You can read the full statement here.

Send a Letter to Your Member of Congress

Many of our states and communities continue to face mounting and very serious financial shortfalls as a result of the COVID-19 pandemic. The ability of states to provide adequate funding for higher education and other public goods will be dependent upon the inclusion of relief for state and local governments in the next federal stimulus package. If you haven’t already, you can to write to your US congressional representative and your senators and urge them to include relief for state and local governments in the next stimulus package. Here’s the link to send a letter now.

We’ll be in touch with another COVID-19 update in August. Stay strong, stay safe.

In solidarity,
Julie Schmid
Executive Director, AAUP


May 14 COVID-19 Update

As summer approaches, we continue to develop guidance and plan webinars to help us organize and respond to the challenges resulting from the COVID-19 pandemic.

Guidance on Reopening Campuses

The decision to reopen a campus raises not only logistical and health and safety concerns but also concerns about how best to achieve the academic mission both during the COVID-19 pandemic and in its aftermath. The AAUP has developed guidance on reopening campuses for our chapters, faculty governing bodies, and administrations. As with all the AAUP’s resources related to COVID-19, we will continue to update this guidance as new information becomes available.

Financial Crisis FAQs

Colleges and universities are facing challenging financial situations as a result of the COVID-19 pandemic and the ensuing economic crisis. In some cases, particularly those in which ongoing financial problems have threatened institutions’ survival, the challenges are extraordinary. To assist members of the academy in addressing the challenges faced in times of financial stress, the AAUP has updated our web page with FAQs on financial crisis in order to help our chapters, our members, and the profession as a whole navigate this crisis.

International Student Visas

The AAUP has signed on to a letter sent by the American Council of Education and sixty-two other associations to the Department of Labor, the Department of Homeland Security (DHS), and the Department of State in regard to international students. The letter from the associations outlines the role international students play in the US economy and their contributions to education and research, as well as some of the issues these students and colleges and universities will likely be facing in the fall. The groups urged the Secretary of State to prioritize applications for student visas once the consulates reopen. They also requested that the State Department and DHS extend regulatory flexibility for international students to begin their studies online if campuses are unable to open in the fall or student visas are delayed.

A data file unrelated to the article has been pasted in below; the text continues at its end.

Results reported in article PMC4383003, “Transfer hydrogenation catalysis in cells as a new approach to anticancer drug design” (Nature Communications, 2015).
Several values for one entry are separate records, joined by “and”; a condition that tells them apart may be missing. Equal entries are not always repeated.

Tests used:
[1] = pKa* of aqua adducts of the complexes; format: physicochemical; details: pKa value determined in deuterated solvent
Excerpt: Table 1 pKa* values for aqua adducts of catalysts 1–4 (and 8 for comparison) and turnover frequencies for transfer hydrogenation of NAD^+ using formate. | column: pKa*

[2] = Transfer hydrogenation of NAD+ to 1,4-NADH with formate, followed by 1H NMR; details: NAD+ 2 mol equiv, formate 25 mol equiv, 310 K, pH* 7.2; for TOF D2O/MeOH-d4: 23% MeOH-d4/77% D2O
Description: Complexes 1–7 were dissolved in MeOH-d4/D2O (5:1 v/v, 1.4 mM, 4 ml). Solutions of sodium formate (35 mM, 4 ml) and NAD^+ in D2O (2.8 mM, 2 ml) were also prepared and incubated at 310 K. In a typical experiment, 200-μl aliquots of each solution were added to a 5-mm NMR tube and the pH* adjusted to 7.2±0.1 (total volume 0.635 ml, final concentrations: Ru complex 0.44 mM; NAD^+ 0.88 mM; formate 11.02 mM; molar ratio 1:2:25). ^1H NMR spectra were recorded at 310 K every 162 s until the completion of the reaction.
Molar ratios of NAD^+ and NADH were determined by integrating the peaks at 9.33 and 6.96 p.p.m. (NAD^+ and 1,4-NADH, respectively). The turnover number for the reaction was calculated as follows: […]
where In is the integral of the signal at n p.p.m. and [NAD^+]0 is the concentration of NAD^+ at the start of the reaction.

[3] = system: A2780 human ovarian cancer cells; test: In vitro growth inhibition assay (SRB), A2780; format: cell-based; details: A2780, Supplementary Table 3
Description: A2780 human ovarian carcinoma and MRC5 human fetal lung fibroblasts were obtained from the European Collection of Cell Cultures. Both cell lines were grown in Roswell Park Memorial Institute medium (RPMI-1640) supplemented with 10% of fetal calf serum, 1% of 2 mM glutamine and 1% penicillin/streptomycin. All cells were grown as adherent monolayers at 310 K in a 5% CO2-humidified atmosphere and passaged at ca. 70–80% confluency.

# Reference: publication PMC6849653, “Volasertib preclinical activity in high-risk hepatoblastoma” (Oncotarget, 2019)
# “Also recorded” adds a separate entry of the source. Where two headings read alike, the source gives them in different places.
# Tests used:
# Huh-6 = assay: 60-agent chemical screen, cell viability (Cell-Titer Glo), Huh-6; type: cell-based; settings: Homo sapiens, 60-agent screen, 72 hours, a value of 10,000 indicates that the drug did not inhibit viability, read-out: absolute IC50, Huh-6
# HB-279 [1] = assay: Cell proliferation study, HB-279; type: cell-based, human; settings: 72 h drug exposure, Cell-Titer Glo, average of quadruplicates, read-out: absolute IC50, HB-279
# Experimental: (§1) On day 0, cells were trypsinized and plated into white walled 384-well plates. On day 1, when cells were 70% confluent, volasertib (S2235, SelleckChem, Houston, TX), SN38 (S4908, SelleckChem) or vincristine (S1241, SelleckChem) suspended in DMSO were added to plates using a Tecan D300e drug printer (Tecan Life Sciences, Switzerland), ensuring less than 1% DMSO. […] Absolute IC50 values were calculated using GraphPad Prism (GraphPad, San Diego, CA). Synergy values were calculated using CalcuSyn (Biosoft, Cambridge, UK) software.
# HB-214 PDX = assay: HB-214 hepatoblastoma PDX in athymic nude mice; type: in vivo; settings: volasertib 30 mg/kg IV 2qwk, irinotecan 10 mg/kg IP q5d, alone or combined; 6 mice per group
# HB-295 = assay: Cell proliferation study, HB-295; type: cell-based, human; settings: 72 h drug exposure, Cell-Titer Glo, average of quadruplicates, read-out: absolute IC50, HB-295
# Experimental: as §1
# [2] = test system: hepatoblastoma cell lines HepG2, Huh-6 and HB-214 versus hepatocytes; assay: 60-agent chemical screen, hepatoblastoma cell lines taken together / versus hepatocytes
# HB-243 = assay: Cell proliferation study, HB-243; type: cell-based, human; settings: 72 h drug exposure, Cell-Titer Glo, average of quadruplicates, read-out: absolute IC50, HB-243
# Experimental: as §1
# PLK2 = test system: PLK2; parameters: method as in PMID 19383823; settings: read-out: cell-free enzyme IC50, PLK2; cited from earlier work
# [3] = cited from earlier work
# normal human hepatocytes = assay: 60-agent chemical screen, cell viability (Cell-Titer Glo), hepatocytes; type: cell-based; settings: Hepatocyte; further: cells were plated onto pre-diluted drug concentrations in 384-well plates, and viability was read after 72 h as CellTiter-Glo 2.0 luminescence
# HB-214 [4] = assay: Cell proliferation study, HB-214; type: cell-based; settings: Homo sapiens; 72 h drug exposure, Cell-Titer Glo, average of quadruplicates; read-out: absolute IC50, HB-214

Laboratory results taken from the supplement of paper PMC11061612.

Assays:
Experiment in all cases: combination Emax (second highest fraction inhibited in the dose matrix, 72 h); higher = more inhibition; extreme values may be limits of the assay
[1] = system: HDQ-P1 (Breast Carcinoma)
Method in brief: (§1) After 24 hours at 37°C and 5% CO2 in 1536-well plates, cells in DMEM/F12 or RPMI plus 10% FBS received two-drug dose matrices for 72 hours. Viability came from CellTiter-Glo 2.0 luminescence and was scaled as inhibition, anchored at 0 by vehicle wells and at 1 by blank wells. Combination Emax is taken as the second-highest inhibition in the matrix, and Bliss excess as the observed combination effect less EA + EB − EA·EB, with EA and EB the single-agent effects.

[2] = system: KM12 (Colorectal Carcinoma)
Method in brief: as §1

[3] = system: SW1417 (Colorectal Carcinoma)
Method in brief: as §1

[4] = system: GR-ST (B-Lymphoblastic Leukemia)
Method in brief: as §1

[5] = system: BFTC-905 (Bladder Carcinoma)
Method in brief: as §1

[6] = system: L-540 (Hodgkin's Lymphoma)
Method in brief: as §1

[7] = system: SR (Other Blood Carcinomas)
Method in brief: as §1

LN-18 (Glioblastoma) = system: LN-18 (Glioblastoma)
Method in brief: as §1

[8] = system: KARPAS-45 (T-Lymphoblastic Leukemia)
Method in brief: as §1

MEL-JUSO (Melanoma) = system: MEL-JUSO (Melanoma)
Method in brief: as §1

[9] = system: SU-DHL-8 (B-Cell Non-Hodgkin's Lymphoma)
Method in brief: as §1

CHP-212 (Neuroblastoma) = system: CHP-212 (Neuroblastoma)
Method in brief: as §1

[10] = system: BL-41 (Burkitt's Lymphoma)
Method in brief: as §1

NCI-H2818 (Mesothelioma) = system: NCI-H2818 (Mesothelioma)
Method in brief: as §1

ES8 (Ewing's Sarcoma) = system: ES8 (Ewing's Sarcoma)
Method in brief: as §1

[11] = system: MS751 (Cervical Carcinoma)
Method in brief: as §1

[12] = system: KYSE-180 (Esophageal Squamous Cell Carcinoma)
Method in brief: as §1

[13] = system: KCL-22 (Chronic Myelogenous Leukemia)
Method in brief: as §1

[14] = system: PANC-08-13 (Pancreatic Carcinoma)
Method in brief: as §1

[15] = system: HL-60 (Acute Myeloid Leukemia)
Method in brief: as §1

Rescind Proposed Rules for Distance Education

The AAUP and the American Federation of Teachers have submitted joint comments urging the Department of Education to rescind proposed rules for distance education. The comments emphasize that the rules would weaken the interaction between students and faculty members—the key relationship in higher education—and would allow increased outsourcing of core educational responsibilities. Read more here.

Support Faculty at Rutgers University Biomedical and Health Sciences

Clinical faculty in the AAUP-BHSNJ chapter need your support for their petition to win a fair contract after two years of bargaining. These members’ work on the frontlines of the COVID crisis, including work on developing a COVID-19 saliva test, is a real-life example of higher education for the common good. While Rutgers University’s president praises them as “heroes,” his negotiators take a hard line in bargaining by looking at layoffs and ways to de-tenure faculty. AAUP-BHSNJ hopes to revamp health and safety measures, clarify the role of family leave, and reduce gender pay inequity. Add your name.

Send a Letter to Your Member of Congress

Many of our states and communities face serious financial shortfalls as a result of the COVID-19 pandemic. The ability of states to provide adequate funding for higher education and other public goods will be dependent upon the inclusion of relief for state and local governments in the next federal stimulus package. On Tuesday, we sent a message from AAUP president Rudy FIchtenbaum asking you to write to your US congressional representative and your senators and urge them to include relief for state and local governments in the next stimulus package. Here’s the link to send a letter now.

We’ll be in touch with more updates in two weeks.

In solidarity,
Julie Schmid
Executive Director, AAUP


Attacks expertise and higher ed threaten democracy